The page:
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The Effort Distribution Pattern Analysis of Three Types of Software Quality Assurance Activities and Process Implication: an Empirical Study

[document] Submitted on 17 September, 2019 - 15:32
Keywords The Effort Distribution Pattern Analysis of Three Types of Software Quality Assurance Activities and Process Implication: an Empirical Study

Further considerations about this linear equation would be: First,
under the extreme condition that E_Re% and E_PA% are both
equal to 0, which means the organization doesn’t have any
activities related to review and process audit, we could see that
the testing would take up as high as 73% of the total effort to
satisfy the required quality goal. This percentage of testing is far
beyond the benchmark from industry at the same level of quality
which implies that the bad effort allocation leads to a huge waste
of resources and effort. Second, if the coefficient of E_Re% or
E_PA% stands in the range from -1 to 0, which means if you add
1% more effort to review or process audit, it will save less than
1% testing effort, so the ROI of adding more effort on review or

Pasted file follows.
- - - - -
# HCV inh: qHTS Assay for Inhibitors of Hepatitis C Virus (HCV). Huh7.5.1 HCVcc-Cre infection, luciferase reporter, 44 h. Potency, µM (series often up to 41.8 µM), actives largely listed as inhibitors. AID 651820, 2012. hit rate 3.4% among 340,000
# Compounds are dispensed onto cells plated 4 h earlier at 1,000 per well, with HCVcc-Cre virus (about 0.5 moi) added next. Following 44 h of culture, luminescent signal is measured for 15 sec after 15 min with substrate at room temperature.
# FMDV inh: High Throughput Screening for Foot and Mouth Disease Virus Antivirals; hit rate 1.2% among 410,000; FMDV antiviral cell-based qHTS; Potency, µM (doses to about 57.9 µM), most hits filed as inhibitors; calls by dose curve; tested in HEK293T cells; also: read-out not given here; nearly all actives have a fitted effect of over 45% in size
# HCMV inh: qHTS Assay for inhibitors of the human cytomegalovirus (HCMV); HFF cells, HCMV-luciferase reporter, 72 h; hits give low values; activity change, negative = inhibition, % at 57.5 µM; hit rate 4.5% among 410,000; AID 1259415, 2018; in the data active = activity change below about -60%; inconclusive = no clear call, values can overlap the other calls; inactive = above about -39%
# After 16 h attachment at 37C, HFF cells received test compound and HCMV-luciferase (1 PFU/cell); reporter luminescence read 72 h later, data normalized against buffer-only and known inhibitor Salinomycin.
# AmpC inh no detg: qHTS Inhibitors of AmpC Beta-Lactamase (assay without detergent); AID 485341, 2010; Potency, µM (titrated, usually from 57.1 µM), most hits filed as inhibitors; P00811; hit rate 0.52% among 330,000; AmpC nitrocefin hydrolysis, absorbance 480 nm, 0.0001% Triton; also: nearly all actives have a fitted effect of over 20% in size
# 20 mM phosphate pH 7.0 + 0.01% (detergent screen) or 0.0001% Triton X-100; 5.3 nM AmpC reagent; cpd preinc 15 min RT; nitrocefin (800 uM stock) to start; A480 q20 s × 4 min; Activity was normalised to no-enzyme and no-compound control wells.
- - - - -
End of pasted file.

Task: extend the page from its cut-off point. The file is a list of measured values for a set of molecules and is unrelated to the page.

process audit will be negative. In such cases, you should
reconsider about reducing the effort put on review and process
audit, and put more on testing. In sum, this equation gives quality
managers some insights about how to balance the effort put on
testing, process audit, and review based on history project data.

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technical white paper
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Review, process audit, and testing are three main Quality
Assurances activities during software development life cycle.
They complement each other to examine work products for
defects and improvement opportunities to the largest extent.
Understanding the effort distribution and inter-correlation among
them will facilitate software organization project planning,
improve the software quality within the budget and schedule and
make continuous process improvement. This paper reports some
empirical findings of effort distribution pattern of the three types
of QA from a serial of incremental projects in China. The result of
the study gives us some implications on how to identify which
type of QA activity is insufficient while others might be
overdone, and how to balance the effort allocation and planning
for future projects, improve the weak part of QA activities and
finally improve the whole process effectiveness under the specific
organization context.

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